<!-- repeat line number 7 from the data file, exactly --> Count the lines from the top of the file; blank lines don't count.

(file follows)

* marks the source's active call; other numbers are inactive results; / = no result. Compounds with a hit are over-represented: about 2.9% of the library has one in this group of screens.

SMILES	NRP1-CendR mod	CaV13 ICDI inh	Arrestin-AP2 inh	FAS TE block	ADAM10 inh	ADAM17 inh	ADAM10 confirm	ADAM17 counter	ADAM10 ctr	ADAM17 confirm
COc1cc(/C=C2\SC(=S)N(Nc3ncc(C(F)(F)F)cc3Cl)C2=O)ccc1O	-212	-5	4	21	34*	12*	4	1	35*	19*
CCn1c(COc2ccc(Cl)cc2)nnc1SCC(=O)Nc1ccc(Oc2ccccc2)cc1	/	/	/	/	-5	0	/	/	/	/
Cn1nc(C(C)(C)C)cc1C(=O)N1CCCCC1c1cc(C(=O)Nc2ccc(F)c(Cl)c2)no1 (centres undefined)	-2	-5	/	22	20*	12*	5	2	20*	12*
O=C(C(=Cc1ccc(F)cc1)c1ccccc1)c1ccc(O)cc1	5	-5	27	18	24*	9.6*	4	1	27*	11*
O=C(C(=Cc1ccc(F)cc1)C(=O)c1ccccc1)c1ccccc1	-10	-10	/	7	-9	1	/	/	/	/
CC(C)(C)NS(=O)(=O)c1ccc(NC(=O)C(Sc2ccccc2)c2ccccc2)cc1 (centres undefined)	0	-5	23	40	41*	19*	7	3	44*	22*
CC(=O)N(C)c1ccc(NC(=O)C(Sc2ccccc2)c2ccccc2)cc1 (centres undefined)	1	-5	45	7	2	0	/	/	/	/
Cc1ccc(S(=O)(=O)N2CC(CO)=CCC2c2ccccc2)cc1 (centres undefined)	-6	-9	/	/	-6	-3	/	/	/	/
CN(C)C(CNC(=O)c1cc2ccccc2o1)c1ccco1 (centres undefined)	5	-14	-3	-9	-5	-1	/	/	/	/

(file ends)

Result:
O=C(C(=Cc1ccc(F)cc1)C(=O)c1ccccc1)c1ccccc1	-10	-10	/	7	-9	1	/	/	/	/